My return flight from Seattle went as planned and only slightly late; lost 20 minutes on the last leg due to a late pushback in Atlanta. My trip outbound on the 24th was greatly delayed by a holiday snowstorm in the heartland, which grounded the planes in Cincinnati that were scheduled to pass through Scranton. A savvy booking agent at the Scranton airport (AVP*) was able to arrange the following:
Original Flight: Delta, AVP - ATL - SEA
New routing: US Airways, AVP - PHL; American, PHL - ORD; Alaska, ORD - SEA
Wow! Three airlines, none of them the one I booked. On the upside, I was kicked up into first class for the last two segments. So the day could have gone much worse; many people didn't get out at all that Friday. So I arrived, 9 hours late, and miraculously my checked luggage also arrived an hour later. (It had all the Christmas presents for Gail's nieces and nephew!) I had a grand time in Vancouver with Gail. I met her family, spent a few days with her four nieces and one nephew, caught a cold from one or all of them. *cough cough* I'll have more to write later on the trip.
Since I spend so much time flying "my way", it's always interesting to experience air travel the airline way, and these days that means security. I am amazed at how throughly I was searched each time; patted down, removed belt and shoes, bags unpacked and searched. And they are doing this to nearly every traveler, tens of thousands of passengers each day. I don't enjoy it; I think it is excessive, and intrusive. Air travel in a free society needn't require us all to become suspects.
Traveling commercially also allows me to observe the hardware and practices of airline flying. As an instrument-rated pilot, I know how the various approaches and departures work (all airline flights are considered instrument flights, whatever the weather) but it's interesting to see the heavy equipment at work, and to fly at altitudes far above what I normally see. One of my commercial flights took me to 41,000 feet; the highest I have piloted a plane myself is 11,500. And it was neat to see how effective the de-icing equipment is. On my last flight in last night, on a Canadair Regional Jet, we descended through layered clouds that I knew would produce some ice. I watched the wing from my seat as a quick half-inch of grey ice built up, then I heard the hiss of bleed air as the crew activated the deicing gear; the ice melted off within five seconds, like butter in a hot frying pan. In small planes, airframe ice is a real hazard; for an airliner, it can usually be shrugged off with ease.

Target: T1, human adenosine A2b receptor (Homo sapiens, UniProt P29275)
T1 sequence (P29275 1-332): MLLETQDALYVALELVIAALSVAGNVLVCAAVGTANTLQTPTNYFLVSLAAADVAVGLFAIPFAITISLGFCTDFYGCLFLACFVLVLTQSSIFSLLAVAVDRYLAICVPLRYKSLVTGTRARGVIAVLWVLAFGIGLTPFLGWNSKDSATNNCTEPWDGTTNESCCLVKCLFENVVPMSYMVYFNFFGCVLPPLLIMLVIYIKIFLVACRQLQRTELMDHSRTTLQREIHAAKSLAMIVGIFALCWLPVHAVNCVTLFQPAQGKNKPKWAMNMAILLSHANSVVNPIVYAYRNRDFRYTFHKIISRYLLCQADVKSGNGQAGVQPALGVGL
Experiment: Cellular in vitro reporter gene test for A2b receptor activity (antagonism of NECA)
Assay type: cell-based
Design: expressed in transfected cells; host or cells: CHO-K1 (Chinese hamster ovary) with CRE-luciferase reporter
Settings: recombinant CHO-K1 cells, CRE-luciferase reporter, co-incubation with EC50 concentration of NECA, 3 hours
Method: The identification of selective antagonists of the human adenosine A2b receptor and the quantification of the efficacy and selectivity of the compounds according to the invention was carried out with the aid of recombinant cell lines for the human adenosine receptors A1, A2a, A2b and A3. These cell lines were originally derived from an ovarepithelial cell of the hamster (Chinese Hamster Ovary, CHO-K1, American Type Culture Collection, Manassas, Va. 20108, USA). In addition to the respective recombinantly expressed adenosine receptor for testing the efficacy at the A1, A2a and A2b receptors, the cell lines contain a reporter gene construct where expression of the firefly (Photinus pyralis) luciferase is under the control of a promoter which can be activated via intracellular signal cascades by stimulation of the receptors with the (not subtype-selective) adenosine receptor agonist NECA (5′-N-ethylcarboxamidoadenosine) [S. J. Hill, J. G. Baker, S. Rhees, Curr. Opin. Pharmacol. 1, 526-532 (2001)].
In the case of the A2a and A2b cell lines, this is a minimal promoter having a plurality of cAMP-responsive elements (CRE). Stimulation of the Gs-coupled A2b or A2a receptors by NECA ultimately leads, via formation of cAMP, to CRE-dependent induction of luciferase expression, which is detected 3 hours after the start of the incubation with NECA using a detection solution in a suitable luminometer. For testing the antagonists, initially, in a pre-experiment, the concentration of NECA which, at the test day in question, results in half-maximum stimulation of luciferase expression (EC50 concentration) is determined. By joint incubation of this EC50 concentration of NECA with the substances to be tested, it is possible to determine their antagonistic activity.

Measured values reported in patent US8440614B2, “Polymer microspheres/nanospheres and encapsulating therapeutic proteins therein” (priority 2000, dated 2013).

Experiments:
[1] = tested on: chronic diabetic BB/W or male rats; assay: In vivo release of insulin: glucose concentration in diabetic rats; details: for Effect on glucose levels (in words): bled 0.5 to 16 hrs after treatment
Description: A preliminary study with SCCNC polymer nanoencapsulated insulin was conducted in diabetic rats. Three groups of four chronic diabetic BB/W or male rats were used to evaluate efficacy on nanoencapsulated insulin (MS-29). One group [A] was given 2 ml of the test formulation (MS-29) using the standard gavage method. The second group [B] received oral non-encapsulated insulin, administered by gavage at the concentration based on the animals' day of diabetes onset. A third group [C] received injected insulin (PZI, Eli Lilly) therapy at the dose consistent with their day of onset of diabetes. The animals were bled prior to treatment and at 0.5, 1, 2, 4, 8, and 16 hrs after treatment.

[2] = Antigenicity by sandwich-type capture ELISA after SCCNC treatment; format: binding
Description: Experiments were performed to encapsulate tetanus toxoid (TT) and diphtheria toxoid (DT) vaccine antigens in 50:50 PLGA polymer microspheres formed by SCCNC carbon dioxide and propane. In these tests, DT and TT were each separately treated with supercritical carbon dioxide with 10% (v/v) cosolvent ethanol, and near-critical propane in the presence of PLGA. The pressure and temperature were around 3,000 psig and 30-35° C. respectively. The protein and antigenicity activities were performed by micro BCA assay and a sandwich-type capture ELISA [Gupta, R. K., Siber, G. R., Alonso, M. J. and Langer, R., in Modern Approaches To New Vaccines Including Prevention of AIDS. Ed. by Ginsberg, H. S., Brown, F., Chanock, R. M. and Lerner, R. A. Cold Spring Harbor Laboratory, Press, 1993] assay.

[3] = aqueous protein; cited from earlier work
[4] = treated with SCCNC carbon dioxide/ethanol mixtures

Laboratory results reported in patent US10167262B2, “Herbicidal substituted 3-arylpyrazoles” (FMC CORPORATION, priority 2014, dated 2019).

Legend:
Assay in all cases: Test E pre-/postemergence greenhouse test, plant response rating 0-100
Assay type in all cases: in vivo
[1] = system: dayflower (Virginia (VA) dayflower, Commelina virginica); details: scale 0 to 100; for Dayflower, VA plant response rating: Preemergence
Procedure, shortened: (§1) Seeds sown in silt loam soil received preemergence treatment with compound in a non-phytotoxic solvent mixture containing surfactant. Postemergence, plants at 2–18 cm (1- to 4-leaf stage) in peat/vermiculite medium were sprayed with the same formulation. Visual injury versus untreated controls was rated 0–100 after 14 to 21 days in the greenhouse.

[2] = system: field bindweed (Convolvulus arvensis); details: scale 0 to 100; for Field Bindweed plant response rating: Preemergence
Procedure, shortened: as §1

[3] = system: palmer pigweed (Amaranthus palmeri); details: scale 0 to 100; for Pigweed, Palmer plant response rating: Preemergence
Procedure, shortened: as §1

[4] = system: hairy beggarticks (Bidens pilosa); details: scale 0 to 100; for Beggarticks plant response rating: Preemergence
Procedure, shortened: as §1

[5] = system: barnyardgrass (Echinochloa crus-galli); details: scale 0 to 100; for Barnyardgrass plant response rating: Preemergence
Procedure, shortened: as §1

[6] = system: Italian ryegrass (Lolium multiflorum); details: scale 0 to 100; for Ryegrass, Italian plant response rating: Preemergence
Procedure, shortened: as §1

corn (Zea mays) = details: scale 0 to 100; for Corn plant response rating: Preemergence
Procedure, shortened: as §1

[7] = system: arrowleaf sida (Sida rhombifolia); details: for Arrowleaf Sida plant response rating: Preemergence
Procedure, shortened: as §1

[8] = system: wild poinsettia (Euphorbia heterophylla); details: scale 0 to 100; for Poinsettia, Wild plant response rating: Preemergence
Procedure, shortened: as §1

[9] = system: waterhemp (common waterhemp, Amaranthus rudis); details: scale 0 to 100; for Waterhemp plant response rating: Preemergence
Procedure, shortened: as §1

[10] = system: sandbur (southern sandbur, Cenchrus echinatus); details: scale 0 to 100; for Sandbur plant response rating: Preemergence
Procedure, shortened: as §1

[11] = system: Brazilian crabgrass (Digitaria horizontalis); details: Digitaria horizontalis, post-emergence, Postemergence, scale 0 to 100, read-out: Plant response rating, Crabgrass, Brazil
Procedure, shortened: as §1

And I got to fly on a variety of equipment, fun for an old planespotter. In order, I flew aboard:
US Airways, Canadair Regional Jet CRJ-200
American Airlines, McDonnell Douglas MD-83 (the old DC-9)
Alaska Airlines, Boeing 737-900 (a very stretched Baby Boeing)
Delta, Boeing 767-300 (biggest plane for this trip)
Delta, Canadair Regional Jet CRJ-200
So, all in all I traveled well, but I'm still looking forward to taking the yoke again myself. That's first class.
*The full name, ridiculously, is "The Wilkes-Barre/Scranton International Airport". The airport is in neither town; and why is the name of the smaller town first? Also, there are no international flights available at either of the two gates; it only holds that moniker because of a bored customs agent who is available in case any unscheduled Canucks drop by.